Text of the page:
Word: Stop Spelling and Grammar Check for Specific Text

Depending on what kinds of documents you put together, you might find yourself using text that gets marked by Word as a spelling or grammar error, when it's actually not. As an example, I frequently refer to long filepaths or strange product names. It can be annoying to have the little red and green squiggly underlines telling you it's wrong, and just as aggravating to constantly be telling Word to ignore it. Here's how you can tell Word to completely disregard the spelling or grammar of a specific piece of text:

First, highlight (select) the text that you would like Word to ignore. Then, go to the 'Review' tab on the ribbon, and click the 'Language' button. Choose 'Set Proofing Language...'. In the window that comes up, put a checkmark next to 'Do not check spelling or grammar'. When you press the 'OK' button, you've successfully told Word to stop telling you there's something wrong with that text. What a relief!

Why would you want to do this? Well, the alternative options aren't so good. You can start adding all of these words to your dictionary, effectively cluttering it. You can turn off your spelling and grammar check completely, which means you won't be catching any other unintentional misspellings or grammar errors. Using this feature is really the smartest thing to do.

I'd just like to wish any of you Canadians lucky enough to live in a province that recognizes the upcoming Civic Holiday a fantastic long weekend! I'll be bringing you another great tip next week. Thanks for reading!
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Excel: Change the Colour of the Gridlines

Ever wanted to change the colour of the gridlines in Excel from that boring default grey to something a bit more lively? As always, I bring you good news: it can be done! Here's how:

Go to the 'File' tab on the ribbon, and choose 'Excel Options'. In the window that comes up, you're going to want to click the 'Advanced' option from the menu on the left side. On the right side, scroll down until you get to the 'Display options for this worksheet' area. Click the paint bucket icon next to 'Gridline color' and you'll be able to choose a new colour for your gridlines. See the screenshot below for an example - I've made my gridlines orange.

"Which worksheets does this affect?" By following these steps, you're only changing the colour of the gridlines in the worksheet you currently have open. It will not change the gridlines in any other tabs, nor will it change the colour for new spreadsheets that you create in the future.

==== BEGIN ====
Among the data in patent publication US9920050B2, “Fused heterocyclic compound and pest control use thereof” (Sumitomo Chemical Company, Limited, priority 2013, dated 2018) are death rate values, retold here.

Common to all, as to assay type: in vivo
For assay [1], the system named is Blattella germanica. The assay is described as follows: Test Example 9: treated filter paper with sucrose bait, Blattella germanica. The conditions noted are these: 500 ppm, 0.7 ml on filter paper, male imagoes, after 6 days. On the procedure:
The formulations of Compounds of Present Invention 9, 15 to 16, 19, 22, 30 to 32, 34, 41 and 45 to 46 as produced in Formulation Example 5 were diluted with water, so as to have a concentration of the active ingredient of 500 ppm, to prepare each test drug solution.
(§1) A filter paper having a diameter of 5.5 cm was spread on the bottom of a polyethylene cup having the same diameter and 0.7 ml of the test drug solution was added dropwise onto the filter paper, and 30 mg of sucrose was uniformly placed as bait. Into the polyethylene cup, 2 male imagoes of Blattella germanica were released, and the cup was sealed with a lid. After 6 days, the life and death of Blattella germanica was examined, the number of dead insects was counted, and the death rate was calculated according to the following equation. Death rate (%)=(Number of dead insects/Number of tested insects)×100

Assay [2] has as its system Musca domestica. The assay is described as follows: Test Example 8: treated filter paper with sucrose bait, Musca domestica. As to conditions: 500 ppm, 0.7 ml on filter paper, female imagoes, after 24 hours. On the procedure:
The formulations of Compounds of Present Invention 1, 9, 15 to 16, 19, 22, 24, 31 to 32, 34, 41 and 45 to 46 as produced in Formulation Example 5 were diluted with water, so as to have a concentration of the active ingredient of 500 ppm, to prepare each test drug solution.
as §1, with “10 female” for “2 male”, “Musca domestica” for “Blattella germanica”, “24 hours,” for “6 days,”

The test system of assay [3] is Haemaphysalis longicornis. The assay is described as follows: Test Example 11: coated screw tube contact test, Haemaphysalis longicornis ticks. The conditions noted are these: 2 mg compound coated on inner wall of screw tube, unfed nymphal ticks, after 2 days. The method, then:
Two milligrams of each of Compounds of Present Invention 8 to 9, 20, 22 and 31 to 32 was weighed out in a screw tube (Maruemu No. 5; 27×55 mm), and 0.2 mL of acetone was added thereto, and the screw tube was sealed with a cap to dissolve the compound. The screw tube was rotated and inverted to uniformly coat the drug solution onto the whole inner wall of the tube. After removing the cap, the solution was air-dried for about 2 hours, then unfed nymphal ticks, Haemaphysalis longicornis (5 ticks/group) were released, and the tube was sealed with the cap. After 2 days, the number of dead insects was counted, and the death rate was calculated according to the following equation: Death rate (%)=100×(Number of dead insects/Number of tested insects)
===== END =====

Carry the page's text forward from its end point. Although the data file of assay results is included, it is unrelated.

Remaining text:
"Can I do this in Excel 2007?" Yes, it's pretty much the same process except you'll find 'Excel Options' under that round office button instead of the 'File' tab.

"This is silly, why would I ever want to do this?" Some people want higher or lower contrast when it comes to the gridlines, or they just want to make their spreadsheet a little more visually appealing. I have found myself changing the colour of my gridlines if I happen to be working a lot with borders that are grey and I need to really be able to distinguish between borders and gridlines.
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PowerPoint: Laser Pointer

There are lots of great features in Microsoft's latest release of PowerPoint, but there's one little one that I really think was a clever idea: a built-in laser pointer.

"Built-in laser pointer?!"

That's right, my friends! As your presentation is running, what you need to do is hold down the Ctrl button on your keyboard and then left-click and drag around the screen and you'll notice your cursor has changed into a glowing dot that you can use to point out whatever you'd like on the slide. It's just like a laser pointer, without having to worry about the batteries dying!

Don't like the colour? No problem. You can choose between red, green, and blue by going to the 'Slide Show' tab on the ribbon and choosing 'Set Up Slide Show'. Choose from the drop-down under 'Show Options' where it says 'Laser pointer color'.
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PowerPoint: Save As Video

This feature is so long overdue! At last, you can save your PowerPoint presentation as a video without the hassle of searching for and using a third-party application. I just have to say:

Three cheers for PowerPoint 2010!

Go to the 'File' tab on the ribbon, and choose 'Save & Send'. Next, click 'Create a Video'. It takes a while, depending on how large your file is, but be patient and you'll find yourself with a Windows Media Video (.wmv) file in the end that you can easily play on any media player that supports that format.
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